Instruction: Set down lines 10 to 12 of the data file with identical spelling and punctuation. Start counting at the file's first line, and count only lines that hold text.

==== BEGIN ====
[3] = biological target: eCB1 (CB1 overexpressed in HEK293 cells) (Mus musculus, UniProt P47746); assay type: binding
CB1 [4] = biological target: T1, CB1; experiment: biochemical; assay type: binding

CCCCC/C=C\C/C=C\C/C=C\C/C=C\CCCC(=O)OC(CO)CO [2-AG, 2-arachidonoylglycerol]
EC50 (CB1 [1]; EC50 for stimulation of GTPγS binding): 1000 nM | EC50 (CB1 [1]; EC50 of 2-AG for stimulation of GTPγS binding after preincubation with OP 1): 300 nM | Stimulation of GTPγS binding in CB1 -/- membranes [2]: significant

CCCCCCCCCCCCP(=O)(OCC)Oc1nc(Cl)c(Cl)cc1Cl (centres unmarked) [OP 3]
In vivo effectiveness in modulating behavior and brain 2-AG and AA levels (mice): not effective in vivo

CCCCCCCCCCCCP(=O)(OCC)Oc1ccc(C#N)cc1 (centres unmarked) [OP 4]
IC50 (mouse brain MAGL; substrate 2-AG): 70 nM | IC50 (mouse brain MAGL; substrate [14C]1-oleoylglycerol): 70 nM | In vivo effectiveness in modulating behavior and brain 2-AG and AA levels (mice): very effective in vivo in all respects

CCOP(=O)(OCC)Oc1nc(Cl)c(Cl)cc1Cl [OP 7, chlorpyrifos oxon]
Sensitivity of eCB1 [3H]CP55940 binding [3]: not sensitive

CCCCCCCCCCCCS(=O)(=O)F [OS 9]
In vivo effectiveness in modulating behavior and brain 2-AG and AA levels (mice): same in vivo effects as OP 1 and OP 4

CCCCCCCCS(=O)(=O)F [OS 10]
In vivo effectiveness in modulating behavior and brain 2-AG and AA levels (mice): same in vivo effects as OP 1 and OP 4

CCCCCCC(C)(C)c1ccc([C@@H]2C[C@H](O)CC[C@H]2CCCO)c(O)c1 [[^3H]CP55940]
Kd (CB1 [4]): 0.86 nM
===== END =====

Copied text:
Sensitivity of eCB1 [3H]CP55940 binding [3]: not sensitive

CCCCCCCCCCCCS(=O)(=O)F [OS 9]
In vivo effectiveness in modulating behavior and brain 2-AG and AA levels (mice): same in vivo effects as OP 1 and OP 4